No major threats to talk about.
Both the weather and the politics look good for Cumberland County today! I’ve been flooded with congratulations this morning and it’s all so incredibly humbling. Thank you all so much. I’m working on a Facebook page for Commissioner Baldwin and I’ll be publishing that today. Be sure and check that out. I plan to continue business-as-usual so to speak, on the weather side of things and keeping my politics on my new Facebook page, created especially for those matters. And, of course, this blog will always be devoted to weather (no politics).
Speaking of the weather, today and tomorrow are looking pretty good now. Rain is currently covering the Smoky Mountains and the eastern third of the U.S. but that is moving away. Drier air is moving in behind this system and we may squeeze out a good day both today and tomorrow. We still can’t rule out an shower or storm during the afternoon, so be aware of that.
By Sunday, the pattern changes back to above normal precipitation chances. That threat of showers and storms looks to be with us through next week. At this time, I’m not seeing any clear signs of any severe weather, but I’ll keep you posted on that. I will mention that areas to our west are being highlighted for possible flooding the middle of next week, so I’ll keep an eye on that.
One thing is for certain, we sure can’t say this has been a hot and dry summer! All this unsettled weather has really kept temps down and precip up. The extended outlooks show this trend staying with us.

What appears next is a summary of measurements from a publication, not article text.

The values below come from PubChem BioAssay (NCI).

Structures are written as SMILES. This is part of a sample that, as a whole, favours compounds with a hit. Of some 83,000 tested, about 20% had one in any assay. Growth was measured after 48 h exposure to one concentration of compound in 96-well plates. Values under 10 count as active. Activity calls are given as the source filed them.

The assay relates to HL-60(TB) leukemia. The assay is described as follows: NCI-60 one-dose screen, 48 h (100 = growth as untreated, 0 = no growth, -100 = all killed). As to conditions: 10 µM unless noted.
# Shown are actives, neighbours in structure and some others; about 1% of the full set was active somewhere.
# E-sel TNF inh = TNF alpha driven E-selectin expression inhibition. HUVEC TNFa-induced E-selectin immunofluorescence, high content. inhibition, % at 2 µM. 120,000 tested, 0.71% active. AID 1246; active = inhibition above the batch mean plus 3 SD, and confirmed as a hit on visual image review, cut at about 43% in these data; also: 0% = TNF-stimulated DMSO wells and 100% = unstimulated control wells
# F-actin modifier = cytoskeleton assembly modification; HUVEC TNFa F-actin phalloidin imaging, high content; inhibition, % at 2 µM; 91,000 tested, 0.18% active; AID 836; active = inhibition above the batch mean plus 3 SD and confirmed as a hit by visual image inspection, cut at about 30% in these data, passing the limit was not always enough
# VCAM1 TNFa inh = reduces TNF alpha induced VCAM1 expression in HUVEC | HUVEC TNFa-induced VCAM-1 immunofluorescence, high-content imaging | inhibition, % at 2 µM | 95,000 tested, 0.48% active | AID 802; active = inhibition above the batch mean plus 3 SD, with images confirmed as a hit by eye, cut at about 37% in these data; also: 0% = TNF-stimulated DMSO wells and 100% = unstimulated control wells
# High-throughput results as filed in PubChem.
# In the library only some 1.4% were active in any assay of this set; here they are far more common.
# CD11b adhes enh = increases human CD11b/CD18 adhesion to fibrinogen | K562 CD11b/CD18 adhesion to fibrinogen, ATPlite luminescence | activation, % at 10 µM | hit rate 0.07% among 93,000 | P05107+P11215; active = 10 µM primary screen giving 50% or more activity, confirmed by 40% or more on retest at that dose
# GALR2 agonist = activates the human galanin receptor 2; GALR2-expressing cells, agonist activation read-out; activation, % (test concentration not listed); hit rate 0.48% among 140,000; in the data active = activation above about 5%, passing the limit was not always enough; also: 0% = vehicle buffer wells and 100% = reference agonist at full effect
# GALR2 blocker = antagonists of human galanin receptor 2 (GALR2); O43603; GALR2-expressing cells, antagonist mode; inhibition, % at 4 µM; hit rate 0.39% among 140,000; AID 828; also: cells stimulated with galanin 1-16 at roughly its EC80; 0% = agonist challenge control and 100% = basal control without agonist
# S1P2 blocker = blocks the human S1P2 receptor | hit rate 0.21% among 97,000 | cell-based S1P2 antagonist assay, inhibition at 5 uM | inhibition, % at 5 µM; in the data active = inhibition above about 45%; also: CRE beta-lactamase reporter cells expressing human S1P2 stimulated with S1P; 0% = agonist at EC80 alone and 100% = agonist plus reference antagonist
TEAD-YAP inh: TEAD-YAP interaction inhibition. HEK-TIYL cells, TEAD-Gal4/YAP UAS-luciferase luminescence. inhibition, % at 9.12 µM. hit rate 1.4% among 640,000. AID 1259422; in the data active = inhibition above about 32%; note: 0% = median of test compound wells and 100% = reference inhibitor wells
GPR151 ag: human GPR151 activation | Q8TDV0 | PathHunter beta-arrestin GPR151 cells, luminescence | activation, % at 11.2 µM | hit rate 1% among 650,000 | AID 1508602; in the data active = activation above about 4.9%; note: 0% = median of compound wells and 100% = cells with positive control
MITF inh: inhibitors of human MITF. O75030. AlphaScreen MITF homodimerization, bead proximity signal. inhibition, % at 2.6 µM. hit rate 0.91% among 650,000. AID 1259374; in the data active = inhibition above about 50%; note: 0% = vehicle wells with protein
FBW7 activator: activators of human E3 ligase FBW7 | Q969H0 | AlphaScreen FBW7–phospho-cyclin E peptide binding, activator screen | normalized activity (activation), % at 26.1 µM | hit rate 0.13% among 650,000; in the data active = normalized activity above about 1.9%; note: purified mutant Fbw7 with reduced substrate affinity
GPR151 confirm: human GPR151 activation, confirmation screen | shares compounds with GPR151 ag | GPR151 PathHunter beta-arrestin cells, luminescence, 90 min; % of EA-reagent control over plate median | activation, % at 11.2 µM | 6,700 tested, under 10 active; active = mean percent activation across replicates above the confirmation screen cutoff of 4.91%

There’s not much to say here, except that I’ll keep an eye on next week’s weather and keep you posted on any storm or flood threats that may come our way.
On this day in 1988, thunderstorms developed along a slow-moving cold front and produced severe weather across the Plains and Great Lakes regions. At Fort Collins, Colorado a severe thunderstorm produced marble-sized hail and wind gusts to 74 mph. That’s quite the storm, right? It gets a little worse for the 16 people who were listed as injuries from the storm.
How did they get injured by marble-sized hail in 74 mph winds? Well, as the storm approached, a nearby lightning strike set off the fire alarm in their building in Fort Collins. Following protocol, they evacuated their office building. Unfortunately, they were accidentally locked out of their building. Then, the storm blew in with full force, catching them locked outside with no cover from the storm.
I hope you all have a great Friday. If you’re having a rough day just keep in mind that things could always be worse. You could be locked outside your building in a hailstorm. Yeah, that’d be pretty darn bad!